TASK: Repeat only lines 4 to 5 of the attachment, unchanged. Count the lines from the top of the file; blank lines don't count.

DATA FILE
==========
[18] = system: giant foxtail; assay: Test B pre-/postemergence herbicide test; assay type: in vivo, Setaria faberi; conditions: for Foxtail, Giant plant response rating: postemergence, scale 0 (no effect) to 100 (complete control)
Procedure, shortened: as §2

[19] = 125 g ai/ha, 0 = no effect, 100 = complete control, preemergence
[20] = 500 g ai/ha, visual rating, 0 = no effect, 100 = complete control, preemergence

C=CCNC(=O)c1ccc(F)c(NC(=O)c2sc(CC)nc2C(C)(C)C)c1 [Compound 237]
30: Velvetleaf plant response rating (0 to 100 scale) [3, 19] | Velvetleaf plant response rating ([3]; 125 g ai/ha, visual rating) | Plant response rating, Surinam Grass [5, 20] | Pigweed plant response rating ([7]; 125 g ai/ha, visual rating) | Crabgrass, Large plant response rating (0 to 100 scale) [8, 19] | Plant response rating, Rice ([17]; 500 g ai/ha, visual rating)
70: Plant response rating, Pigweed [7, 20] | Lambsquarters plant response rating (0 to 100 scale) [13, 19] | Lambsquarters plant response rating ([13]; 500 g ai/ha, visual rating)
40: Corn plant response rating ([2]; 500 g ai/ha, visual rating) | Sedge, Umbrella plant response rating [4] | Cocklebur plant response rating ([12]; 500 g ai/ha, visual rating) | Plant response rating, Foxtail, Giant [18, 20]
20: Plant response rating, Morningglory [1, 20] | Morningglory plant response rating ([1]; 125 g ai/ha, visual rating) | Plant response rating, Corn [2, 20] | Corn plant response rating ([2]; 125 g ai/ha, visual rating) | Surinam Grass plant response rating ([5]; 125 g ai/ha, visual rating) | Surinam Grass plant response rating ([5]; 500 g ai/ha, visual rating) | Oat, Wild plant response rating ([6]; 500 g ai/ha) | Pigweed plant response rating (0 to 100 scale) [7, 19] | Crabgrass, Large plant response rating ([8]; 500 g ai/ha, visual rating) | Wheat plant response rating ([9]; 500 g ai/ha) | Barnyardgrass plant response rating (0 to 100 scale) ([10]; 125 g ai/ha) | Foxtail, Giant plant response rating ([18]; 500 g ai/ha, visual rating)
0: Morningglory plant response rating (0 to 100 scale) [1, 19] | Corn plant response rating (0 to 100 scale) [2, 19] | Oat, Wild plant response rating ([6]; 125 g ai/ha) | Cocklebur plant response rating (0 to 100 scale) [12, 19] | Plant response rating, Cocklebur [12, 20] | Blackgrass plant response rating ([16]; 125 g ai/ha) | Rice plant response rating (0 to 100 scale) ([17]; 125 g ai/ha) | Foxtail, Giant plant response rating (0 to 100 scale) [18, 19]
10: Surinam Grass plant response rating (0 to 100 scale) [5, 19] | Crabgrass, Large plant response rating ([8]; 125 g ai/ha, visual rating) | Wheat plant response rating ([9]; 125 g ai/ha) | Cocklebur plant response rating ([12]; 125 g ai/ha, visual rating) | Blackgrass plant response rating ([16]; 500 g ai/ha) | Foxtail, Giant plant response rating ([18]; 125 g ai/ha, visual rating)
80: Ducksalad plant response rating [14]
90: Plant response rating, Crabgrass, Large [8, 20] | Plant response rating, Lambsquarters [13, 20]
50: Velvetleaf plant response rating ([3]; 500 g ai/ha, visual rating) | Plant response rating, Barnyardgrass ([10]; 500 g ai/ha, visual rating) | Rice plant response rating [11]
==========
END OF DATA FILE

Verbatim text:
[20] = 500 g ai/ha, visual rating, 0 = no effect, 100 = complete control, preemergence

C=CCNC(=O)c1ccc(F)c(NC(=O)c2sc(CC)nc2C(C)(C)C)c1 [Compound 237]